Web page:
Not only was woman chosen worthy, but God chooses a rib from Adam. For our ribs are at our sides thus symbolizing man and woman standing equal, side by side, not one standing behind the other.  Our differences are complimentary to one another, not competitive.  

From the beginning God created natural marriage.  This relationship of husband and wife was raised above the extraordinary to image God’s love to the world in a tangible way. 

Being equal partners in the covenant of marriage we become one flesh. The language in Genesis indicates that Gods intention for marriage is to possess the special covenantal nature as was God’s covenant with Israel. Within a valid Sacrament of Matrimony is the grace by which we live out Gods desire for our marriage.

Still the church recognizes some marriages ends in divorce and most often finds that a valid Sacrament of Marriage never existed allowing a Catholic couple to remarry. Our tribunal and parish priests can offer support during these difficult times.  It is important to keep in mind that a declaration of an invalid marriage bond in no way places blame on either party, nor does it deny a marriage took place and the legitimacy of children is never questioned, the church only seeks to discern if a valid Sacramental bond existed.  

Jesus too addresses divorce with a look at the intention of the hearts of the parties divorcing in Galilee. The Pharisees, as usual, approached Jesus with the intention to ensnare him when they asked, “Is it lawful for a husband to divorce his wife?  Divorce was widely accepted in Jewish society at that time but still there was controversy among the Pharisees as what constituted sufficient grounds. 

The only mention of divorce in the Torah is in Deuteronomy 24: 1-4, where it says, “When a man after marrying a woman and having relations with her, is later displeased with her because he finds in her something indecent, and therefore he writes out a bill of divorce and hands it to her, thus dismissing her from his house.  Interpretations of exactly what constituted something indecent ranged from adultery to burning the evening meal.

Jesus in true rabbinic fashion responded with a counter question, putting the monkey on their back, “What did Moses command you?”  It was sort of a trick question since Moses gave no command about divorce other than the Deuteronomy verse I just quoted. 

Jesus explains the reason for the legislation was because of the hardness of their hearts.  Israel is often chastised in the Old Testament for being a hard hearted or a stiff necked people.  When we have hardness of heart, we stubbornly refuse to yield to God and his ways.  It is the willful blindness to God’s truth that causes Jesus to scold the Pharisees and his disciples.

Now this is where Jesus puts the rubber to the road and comes to the heart of the real commandment he is drawing their attention to.  He quotes from Genesis referring to humanity prior to the sin of Adam and Eve.  The first (Gen 1:27) is where Jesus recounts, “God made them male and female”.  The second is (Gen 2:24), where He describes the covenant bond of love between husband and wife, expressed in sexual union; “A man shall leave his father and mother and be joined to his wife, and the two shall become one flesh.

In biblical thought flesh is not merely the physical body but the whole human body being present in the visible world.  After all we are creatures of a spiritual, physical and emotional nature.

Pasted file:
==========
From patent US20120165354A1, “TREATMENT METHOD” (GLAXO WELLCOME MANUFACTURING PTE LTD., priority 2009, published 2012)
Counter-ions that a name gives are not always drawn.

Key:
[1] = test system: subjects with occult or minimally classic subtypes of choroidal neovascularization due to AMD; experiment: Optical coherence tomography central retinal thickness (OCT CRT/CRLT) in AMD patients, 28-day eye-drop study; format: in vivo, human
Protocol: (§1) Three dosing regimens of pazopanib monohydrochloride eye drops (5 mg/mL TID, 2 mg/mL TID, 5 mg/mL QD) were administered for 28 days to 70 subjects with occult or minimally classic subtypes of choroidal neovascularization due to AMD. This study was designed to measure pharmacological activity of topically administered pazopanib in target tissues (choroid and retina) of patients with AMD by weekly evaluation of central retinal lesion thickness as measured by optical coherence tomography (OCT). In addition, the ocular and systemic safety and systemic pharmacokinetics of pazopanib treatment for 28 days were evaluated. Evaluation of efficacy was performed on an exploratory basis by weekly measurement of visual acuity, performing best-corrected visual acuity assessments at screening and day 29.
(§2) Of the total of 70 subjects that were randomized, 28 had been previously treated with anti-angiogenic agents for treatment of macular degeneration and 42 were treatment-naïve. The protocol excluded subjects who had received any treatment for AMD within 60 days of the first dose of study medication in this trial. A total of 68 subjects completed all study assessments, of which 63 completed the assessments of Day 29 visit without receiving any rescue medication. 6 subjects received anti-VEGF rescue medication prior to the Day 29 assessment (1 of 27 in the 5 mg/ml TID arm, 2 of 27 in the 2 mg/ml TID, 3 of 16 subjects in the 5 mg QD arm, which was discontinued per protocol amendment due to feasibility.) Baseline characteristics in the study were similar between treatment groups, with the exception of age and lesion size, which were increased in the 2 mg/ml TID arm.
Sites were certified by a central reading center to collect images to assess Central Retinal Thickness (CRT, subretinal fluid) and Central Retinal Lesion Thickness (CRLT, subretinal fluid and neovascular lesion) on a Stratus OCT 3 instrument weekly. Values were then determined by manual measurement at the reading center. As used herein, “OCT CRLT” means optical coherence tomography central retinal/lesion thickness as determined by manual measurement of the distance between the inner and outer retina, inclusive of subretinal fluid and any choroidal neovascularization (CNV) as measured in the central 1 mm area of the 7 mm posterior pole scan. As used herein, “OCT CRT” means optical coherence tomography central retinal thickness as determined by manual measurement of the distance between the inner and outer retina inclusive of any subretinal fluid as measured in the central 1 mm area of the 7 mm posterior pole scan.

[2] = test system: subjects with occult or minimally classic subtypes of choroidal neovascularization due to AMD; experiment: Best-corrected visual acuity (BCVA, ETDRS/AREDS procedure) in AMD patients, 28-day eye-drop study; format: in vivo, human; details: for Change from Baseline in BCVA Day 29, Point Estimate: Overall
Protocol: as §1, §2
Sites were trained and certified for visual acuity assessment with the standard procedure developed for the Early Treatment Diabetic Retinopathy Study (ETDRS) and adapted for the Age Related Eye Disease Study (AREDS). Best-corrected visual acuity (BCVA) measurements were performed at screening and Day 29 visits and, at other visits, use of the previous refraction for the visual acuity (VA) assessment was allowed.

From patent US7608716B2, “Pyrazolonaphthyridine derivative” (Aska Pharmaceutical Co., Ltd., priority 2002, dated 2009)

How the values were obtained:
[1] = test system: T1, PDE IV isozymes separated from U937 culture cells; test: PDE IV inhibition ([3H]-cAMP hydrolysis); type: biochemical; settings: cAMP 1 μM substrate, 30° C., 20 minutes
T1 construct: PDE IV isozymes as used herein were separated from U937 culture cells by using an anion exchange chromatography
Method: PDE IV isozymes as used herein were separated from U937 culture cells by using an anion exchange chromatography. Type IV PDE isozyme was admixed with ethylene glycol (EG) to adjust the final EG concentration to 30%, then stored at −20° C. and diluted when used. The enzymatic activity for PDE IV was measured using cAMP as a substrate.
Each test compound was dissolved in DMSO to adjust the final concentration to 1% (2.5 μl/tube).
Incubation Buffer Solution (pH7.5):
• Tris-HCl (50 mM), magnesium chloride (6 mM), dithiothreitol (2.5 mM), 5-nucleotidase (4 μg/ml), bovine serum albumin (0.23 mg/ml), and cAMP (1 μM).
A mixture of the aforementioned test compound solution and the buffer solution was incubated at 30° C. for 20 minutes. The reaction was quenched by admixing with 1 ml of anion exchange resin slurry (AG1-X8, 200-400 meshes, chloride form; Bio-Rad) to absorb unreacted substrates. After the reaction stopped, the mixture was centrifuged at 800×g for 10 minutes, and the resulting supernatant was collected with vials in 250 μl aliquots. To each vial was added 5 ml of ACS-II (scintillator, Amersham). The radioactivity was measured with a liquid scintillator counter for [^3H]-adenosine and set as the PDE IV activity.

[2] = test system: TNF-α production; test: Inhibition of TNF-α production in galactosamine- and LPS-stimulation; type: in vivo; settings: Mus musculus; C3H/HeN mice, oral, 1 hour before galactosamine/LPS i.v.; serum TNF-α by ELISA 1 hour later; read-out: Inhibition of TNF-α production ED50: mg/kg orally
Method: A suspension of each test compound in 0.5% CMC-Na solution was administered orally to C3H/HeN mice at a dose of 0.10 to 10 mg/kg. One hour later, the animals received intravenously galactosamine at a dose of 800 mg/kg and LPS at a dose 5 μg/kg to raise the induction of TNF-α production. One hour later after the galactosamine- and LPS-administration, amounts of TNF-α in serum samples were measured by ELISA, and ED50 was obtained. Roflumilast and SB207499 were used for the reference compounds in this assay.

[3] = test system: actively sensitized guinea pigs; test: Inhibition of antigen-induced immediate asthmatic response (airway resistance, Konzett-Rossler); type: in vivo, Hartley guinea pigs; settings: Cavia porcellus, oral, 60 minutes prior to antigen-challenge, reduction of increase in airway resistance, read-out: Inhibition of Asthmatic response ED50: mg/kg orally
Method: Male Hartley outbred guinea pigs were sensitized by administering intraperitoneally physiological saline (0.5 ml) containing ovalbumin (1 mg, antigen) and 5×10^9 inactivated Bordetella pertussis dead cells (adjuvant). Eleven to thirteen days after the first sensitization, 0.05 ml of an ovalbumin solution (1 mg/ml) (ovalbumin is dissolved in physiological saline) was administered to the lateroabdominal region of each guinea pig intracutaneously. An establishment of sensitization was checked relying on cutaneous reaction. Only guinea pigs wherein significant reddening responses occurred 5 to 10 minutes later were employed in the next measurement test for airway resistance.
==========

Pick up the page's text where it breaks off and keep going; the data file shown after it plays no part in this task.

With these statements Jesus brings marriage into a whole new light by referring to humanity before the fall, Jesus is implying from here forward, God’s original intention is the true standard for marriage.

Jesus concludes with his own solemn injunction; “What God has joined together; no human being must separate.” Jesus is confirming that the union of husband and wife is no mere human custom but a bond made by God himself (Mal 2:14-16) and no human being is authorized to dissolve that bond once it has been made.

With his pronouncement on marriage, Jesus brings his teachings on suffering, self-denial, humility and service into our most intimate and personal space.  This teaching is for all of us, not only those who are married.  Our daily lives are called to be filled with self-giving love of the other and fidelity to the fallen and imperfect persons God brings into our lives. We must remember we too are fallen and imperfect but we can achieve greatness for within is God’s holy goodness and love.

If there is one lesson I’ve learned over and over in my life is that I must make decisions of love for the sake of the other over myself, be it my wife or one of our kids, a co-worker, parishioner or the checkout clerk at the store.  

While it is easy to accept happiness when everything goes our way, I like most people don’t like to accept suffering.  It is human nature to want to get rid of suffering.  While the media is sure have all the answers, more material things, and self-centered recipes for happiness this quote from Pope Benedict XVI says this about suffering.

“Anyone who really wanted to get rid of suffering would have to get rid of love before anything else, because there can be no love without suffering, because it always demands an element of self-sacrifice, because, given temperamental differences and the drama of situations, it will always bring with it renunciation and pain.

In all of humanity, male and female, the newest to the eldest, single, divorced or widowed, we will suffer as part of God’s Divine will for us. Let us embrace our crosses as Christ did on the road to Calvary.

When we give of ourselves freely and share love and forgiveness we mirror God’s holy love and are not an island onto ourselves but everyone is a piece of the continent, a part of the main” …. together we are the Holy Body of Christ, his Church and we can make a difference in the world.